Creators of the Public Radio Exchange plan to launch their service
this fall, opening a new channel for independent producers to sell work
PRX operates somewhat like an Amazon.com of the indie world. A subscribing
station gets an account and uses a web-based interface to browse and
search for pieces uploaded by producers. They can consult background
information provided by producers and reviews written by other users.
Independent producer Jay Allison hatched the PRX idea in late 2001,
hoping to ease indies’ ordeal of getting their work aired. Only
a fraction of the vast indie output ever lands on programs such as NPR
newsmags or This American Life, leaving producers to sell the
rest door to door. Allison, who also developed Transom.org, an interactive
audio digest and support group for producers, wanted to blaze a path
circumventing national gatekeepers while creating a one-stop shop for
Allison’s Atlantic Public Media partnered with the Station Resource
Group to develop PRX. Based in Cambridge, Mass., it aims to start beta-testing
May 30, with full-fledged operations beginning in September. Funding
came from CPB, the Ford Foundation and the National Endowment for the
PRX could break ground on several fronts. It could lend new assistance
to programmers navigating a vast array of indie material. It also provides
a central payment and billing shop for the two camps.
Subscribing stations will pay a flat fee for a set amount of programming—say,
120 hours a year. PRX will dole out a corresponding number of points
to stations, with each point worth a minute of programming. Stations
exchange points for producers’ work, and PRX pays the producers
out of a central pool of funds according to the points they accumulate.
Grants and user fees also go into the pool of funds. Stations will
pay a base subscription fee on top of their points charges, and producers
will pay PRX to store audio files on its servers. That charge will probably
be under $100, says Jake Shapiro, PRX’s executive director.
Producers may earn little at first, Shapiro says. But he doesn’t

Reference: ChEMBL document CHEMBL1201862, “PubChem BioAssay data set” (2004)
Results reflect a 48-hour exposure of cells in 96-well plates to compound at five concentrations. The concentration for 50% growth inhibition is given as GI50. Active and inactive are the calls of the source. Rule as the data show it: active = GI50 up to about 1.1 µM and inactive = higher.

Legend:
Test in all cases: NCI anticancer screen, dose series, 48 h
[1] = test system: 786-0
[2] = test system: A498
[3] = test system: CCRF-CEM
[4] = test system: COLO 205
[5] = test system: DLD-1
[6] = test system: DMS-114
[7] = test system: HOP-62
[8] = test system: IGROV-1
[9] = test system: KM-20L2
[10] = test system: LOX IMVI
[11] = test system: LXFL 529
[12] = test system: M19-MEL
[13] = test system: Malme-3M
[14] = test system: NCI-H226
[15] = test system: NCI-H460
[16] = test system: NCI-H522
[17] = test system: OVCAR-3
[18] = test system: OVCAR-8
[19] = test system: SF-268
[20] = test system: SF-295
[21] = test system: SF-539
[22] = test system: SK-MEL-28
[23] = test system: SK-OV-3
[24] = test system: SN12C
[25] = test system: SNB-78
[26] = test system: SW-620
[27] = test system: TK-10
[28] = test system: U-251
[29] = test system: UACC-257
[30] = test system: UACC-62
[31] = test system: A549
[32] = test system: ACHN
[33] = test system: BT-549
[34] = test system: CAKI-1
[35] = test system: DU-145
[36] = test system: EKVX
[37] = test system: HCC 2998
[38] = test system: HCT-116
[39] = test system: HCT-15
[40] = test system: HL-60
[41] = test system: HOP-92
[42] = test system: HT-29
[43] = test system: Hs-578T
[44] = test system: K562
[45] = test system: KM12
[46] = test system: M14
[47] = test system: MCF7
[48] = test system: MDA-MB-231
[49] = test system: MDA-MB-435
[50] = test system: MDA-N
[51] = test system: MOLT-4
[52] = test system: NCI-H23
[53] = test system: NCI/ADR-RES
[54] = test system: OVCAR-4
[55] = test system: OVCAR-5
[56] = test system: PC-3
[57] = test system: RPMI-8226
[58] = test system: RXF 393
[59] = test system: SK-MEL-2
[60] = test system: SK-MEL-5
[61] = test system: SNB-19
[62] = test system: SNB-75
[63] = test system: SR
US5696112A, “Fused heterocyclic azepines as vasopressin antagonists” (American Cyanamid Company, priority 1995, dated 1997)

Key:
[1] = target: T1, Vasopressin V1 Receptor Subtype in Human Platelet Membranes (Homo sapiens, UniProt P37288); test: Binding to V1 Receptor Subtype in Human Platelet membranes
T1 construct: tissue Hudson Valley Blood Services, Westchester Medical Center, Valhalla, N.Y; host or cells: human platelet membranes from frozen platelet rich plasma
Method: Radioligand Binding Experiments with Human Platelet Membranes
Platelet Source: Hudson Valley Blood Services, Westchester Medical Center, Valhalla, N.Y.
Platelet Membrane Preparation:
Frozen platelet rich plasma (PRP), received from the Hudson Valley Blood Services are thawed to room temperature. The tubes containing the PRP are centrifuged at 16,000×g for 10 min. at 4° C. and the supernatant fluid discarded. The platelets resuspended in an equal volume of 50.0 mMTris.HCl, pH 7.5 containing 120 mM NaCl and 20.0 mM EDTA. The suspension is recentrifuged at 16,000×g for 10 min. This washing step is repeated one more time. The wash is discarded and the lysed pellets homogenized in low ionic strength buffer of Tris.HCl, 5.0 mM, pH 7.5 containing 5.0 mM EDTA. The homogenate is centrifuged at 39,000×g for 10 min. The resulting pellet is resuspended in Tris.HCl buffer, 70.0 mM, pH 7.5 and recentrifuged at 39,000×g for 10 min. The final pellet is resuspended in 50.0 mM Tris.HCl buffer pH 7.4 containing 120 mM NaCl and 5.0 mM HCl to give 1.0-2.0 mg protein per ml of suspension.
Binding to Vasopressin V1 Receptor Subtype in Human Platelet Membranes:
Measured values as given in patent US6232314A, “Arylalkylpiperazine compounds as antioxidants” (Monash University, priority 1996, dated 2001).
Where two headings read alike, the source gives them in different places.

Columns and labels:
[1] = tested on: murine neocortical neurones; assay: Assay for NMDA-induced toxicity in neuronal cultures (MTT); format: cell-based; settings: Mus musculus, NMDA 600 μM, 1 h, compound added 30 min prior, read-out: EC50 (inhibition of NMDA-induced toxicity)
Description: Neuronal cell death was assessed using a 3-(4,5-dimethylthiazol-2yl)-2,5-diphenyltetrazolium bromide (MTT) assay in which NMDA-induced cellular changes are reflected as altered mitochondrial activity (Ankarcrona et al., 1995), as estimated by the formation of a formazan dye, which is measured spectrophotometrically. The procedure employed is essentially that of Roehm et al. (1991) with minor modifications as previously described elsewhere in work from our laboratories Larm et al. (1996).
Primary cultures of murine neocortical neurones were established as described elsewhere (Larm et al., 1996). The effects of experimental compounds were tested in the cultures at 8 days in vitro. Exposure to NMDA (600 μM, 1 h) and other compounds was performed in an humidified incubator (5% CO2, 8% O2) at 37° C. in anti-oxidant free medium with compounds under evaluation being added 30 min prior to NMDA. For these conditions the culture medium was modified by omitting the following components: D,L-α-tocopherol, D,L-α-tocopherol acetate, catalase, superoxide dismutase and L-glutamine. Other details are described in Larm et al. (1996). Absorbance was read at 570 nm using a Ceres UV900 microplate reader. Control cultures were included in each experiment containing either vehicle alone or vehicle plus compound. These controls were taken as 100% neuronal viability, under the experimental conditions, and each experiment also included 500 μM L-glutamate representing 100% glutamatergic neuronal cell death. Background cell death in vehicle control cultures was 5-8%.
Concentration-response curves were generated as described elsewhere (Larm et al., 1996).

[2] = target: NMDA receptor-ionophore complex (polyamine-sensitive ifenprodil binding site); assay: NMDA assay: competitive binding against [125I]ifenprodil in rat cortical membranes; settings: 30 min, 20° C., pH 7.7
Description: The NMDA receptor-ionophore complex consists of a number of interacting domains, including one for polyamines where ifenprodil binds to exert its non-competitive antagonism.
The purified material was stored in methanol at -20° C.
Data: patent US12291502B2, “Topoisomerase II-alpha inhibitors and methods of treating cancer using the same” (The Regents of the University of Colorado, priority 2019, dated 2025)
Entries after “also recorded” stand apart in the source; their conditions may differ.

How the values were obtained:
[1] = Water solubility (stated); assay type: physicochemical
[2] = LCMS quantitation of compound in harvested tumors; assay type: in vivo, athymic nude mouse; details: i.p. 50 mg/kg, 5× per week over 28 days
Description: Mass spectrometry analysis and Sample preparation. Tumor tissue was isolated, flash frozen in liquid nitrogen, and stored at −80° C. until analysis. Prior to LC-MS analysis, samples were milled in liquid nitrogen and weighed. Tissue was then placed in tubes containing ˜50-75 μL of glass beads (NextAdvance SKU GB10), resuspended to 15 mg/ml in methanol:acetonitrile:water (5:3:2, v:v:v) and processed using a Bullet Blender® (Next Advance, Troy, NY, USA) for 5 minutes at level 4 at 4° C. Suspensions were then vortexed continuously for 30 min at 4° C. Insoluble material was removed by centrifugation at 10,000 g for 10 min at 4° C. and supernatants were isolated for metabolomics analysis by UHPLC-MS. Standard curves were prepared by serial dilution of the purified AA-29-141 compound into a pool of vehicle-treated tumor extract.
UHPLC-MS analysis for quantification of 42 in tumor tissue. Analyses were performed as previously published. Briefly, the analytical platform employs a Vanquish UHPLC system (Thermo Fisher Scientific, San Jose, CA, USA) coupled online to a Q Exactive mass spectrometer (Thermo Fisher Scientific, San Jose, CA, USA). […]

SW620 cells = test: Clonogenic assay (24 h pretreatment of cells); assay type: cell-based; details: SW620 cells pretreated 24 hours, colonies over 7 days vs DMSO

expect PRX to become a lifeline for them. Most will probably include
programs already taken by other outlets. “It’s not like
the PRX is an acquirer actually purchasing work and then reselling it
at some production cost,” he says.
Money isn’t the point for independent producer Barrett Golding.
What does matter is access to stations, particularly non-NPR stations
that do not subscribe to the Public Radio Satellite System. “That’s
worth more money to me, because I can then go get funding,” he
Producers will be encouraged to upload works in MP2 or MP3 formats.
MP2 offers higher sound quality, but producers may be less familiar
with encoding files in that format, Shapiro says. Some stations are
comfortable airing MP3s. For customers not yet encoding or playing digital
files, Shapiro says PRX may encode files for producers who submit CDs,
and conversely burn discs for stations that request them.
Allison’s content depot: a Napster for stations
After 25 years in public radio, independent producer Jay Allison
That means some stories, regardless of quality, get squeezed
Allison is planning a project to give both independent and station-based
A step beyond his website, Transom.org,
Think of the Exchange as a Napster for public radio: a central
Reviews and recommendations, à la Amazon.com’s “If
But even a bustling Radio Exchange would be useless if the pieces
He’s testing the concept on WCAI and WNAN, the Cape Cod-area
A recent show included an hour about the Sept. 11 terrorist
The show has become popular with listeners, Allison says, and